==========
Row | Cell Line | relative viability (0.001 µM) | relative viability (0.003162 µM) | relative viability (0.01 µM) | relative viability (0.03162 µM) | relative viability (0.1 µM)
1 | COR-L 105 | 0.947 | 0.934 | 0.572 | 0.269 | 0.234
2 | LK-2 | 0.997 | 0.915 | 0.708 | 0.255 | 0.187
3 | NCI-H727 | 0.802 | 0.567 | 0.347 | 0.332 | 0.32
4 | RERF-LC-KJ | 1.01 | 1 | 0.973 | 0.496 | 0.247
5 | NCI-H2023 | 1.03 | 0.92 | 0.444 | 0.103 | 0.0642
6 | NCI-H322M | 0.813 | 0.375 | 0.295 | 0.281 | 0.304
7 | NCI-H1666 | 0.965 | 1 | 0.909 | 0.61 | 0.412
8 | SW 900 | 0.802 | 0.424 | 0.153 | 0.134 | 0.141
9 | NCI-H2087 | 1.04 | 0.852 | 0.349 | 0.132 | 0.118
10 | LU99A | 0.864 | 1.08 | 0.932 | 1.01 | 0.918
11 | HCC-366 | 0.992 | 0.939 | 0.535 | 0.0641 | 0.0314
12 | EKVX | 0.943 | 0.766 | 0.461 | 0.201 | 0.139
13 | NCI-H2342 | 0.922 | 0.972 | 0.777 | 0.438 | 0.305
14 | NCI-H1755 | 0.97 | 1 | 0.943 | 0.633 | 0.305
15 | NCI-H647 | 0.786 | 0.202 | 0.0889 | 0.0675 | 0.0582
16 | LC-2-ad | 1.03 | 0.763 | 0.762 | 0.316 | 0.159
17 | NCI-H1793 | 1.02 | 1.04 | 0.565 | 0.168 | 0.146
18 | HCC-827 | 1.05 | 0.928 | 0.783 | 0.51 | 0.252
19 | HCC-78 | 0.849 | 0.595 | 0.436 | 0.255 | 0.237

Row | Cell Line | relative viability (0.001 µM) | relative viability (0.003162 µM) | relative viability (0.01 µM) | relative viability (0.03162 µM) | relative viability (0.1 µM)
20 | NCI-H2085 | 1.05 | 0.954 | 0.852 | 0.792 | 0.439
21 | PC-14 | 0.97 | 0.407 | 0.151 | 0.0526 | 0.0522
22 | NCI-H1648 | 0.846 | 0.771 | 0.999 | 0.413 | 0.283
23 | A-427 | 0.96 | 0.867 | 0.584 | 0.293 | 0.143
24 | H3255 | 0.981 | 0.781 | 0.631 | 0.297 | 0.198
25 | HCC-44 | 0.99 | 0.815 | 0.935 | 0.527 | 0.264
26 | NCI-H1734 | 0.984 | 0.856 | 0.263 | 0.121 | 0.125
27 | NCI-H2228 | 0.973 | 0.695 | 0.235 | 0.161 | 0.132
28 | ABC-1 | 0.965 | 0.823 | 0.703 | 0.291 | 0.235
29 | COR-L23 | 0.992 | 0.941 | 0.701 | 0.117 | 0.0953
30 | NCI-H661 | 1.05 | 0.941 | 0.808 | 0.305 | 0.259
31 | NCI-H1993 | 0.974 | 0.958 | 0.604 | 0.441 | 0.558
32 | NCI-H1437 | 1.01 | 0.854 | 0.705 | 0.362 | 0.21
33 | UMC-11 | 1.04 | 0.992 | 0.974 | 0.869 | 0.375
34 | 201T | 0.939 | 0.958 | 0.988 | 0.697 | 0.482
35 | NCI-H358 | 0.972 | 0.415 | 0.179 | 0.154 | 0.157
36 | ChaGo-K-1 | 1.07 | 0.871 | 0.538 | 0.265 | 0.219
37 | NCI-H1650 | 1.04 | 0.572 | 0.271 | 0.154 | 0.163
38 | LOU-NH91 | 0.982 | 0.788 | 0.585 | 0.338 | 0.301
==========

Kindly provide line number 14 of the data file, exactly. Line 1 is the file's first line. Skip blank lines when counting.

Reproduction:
13 | NCI-H2342 | 0.922 | 0.972 | 0.777 | 0.438 | 0.305